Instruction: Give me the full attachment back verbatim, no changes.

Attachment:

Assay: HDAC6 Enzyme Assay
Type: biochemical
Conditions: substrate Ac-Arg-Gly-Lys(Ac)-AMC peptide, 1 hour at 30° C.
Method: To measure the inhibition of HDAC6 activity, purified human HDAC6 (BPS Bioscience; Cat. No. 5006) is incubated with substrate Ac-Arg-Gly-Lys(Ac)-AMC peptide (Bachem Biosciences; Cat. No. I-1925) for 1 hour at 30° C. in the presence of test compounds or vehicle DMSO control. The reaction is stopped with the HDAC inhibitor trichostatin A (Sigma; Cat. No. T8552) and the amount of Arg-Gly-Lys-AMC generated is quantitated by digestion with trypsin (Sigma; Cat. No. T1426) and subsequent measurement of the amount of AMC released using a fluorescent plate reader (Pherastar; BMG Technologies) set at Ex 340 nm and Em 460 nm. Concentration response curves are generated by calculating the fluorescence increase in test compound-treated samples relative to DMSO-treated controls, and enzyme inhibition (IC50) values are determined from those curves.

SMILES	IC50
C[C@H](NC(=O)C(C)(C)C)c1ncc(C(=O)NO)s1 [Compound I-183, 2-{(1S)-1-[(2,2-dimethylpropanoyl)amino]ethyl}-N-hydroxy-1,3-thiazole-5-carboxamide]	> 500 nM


Assay: HDAC6 Enzyme Assay
Type: biochemical
Conditions: substrate Ac-Arg-Gly-Lys(Ac)-AMC peptide, 1 hour at 30° C.
Method: To measure the inhibition of HDAC6 activity, purified human HDAC6 (BPS Bioscience; Cat. No. 5006) is incubated with substrate Ac-Arg-Gly-Lys(Ac)-AMC peptide (Bachem Biosciences; Cat. No. I-1925) for 1 hour at 30° C. in the presence of test compounds or vehicle DMSO control. The reaction is stopped with the HDAC inhibitor trichostatin A (Sigma; Cat. No. T8552) and the amount of Arg-Gly-Lys-AMC generated is quantitated by digestion with trypsin (Sigma; Cat. No. T1426) and subsequent measurement of the amount of AMC released using a fluorescent plate reader (Pherastar; BMG Technologies) set at Ex 340 nm and Em 460 nm. Concentration response curves are generated by calculating the fluorescence increase in test compound-treated samples relative to DMSO-treated controls, and enzyme inhibition (IC50) values are determined from those curves.

SMILES	IC50
C[C@H](NC(=O)C(C)(C)C)c1ncc(C(=O)NO)s1 [Compound I-183, 2-{(1S)-1-[(2,2-dimethylpropanoyl)amino]ethyl}-N-hydroxy-1,3-thiazole-5-carboxamide]	> 500 nM